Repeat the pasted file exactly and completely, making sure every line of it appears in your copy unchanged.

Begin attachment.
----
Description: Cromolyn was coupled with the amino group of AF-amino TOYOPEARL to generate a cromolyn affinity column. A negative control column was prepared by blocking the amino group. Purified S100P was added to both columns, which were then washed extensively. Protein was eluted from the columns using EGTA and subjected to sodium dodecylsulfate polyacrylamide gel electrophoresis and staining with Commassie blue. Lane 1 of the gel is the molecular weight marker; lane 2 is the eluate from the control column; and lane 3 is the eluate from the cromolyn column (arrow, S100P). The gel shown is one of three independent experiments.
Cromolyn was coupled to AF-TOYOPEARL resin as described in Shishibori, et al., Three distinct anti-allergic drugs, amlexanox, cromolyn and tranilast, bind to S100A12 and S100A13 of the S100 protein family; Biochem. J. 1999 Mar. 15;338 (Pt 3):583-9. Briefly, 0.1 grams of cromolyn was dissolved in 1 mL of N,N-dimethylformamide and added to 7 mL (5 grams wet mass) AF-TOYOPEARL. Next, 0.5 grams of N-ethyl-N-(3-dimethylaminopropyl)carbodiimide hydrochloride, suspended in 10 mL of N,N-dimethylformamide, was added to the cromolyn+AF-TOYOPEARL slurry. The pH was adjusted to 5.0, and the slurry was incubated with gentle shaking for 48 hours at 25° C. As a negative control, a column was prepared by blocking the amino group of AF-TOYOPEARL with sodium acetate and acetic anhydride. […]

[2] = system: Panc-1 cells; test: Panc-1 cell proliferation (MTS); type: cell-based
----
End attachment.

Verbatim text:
Description: Cromolyn was coupled with the amino group of AF-amino TOYOPEARL to generate a cromolyn affinity column. A negative control column was prepared by blocking the amino group. Purified S100P was added to both columns, which were then washed extensively. Protein was eluted from the columns using EGTA and subjected to sodium dodecylsulfate polyacrylamide gel electrophoresis and staining with Commassie blue. Lane 1 of the gel is the molecular weight marker; lane 2 is the eluate from the control column; and lane 3 is the eluate from the cromolyn column (arrow, S100P). The gel shown is one of three independent experiments.
Cromolyn was coupled to AF-TOYOPEARL resin as described in Shishibori, et al., Three distinct anti-allergic drugs, amlexanox, cromolyn and tranilast, bind to S100A12 and S100A13 of the S100 protein family; Biochem. J. 1999 Mar. 15;338 (Pt 3):583-9. Briefly, 0.1 grams of cromolyn was dissolved in 1 mL of N,N-dimethylformamide and added to 7 mL (5 grams wet mass) AF-TOYOPEARL. Next, 0.5 grams of N-ethyl-N-(3-dimethylaminopropyl)carbodiimide hydrochloride, suspended in 10 mL of N,N-dimethylformamide, was added to the cromolyn+AF-TOYOPEARL slurry. The pH was adjusted to 5.0, and the slurry was incubated with gentle shaking for 48 hours at 25° C. As a negative control, a column was prepared by blocking the amino group of AF-TOYOPEARL with sodium acetate and acetic anhydride. […]

[2] = system: Panc-1 cells; test: Panc-1 cell proliferation (MTS); type: cell-based